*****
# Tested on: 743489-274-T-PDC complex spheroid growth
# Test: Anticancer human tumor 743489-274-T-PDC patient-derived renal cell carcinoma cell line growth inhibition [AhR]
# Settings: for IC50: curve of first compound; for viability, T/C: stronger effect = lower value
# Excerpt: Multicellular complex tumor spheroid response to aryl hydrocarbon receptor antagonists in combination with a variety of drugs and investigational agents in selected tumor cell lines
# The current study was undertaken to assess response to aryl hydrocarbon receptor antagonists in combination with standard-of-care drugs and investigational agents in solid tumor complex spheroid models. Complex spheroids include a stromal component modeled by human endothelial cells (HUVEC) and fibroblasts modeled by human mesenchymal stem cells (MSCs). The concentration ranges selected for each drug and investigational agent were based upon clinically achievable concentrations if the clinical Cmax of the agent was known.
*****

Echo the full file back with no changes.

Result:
# Tested on: 743489-274-T-PDC complex spheroid growth
# Test: Anticancer human tumor 743489-274-T-PDC patient-derived renal cell carcinoma cell line growth inhibition [AhR]
# Settings: for IC50: curve of first compound; for viability, T/C: stronger effect = lower value
# Excerpt: Multicellular complex tumor spheroid response to aryl hydrocarbon receptor antagonists in combination with a variety of drugs and investigational agents in selected tumor cell lines
# The current study was undertaken to assess response to aryl hydrocarbon receptor antagonists in combination with standard-of-care drugs and investigational agents in solid tumor complex spheroid models. Complex spheroids include a stromal component modeled by human endothelial cells (HUVEC) and fibroblasts modeled by human mesenchymal stem cells (MSCs). The concentration ranges selected for each drug and investigational agent were based upon clinically achievable concentrations if the clinical Cmax of the agent was known.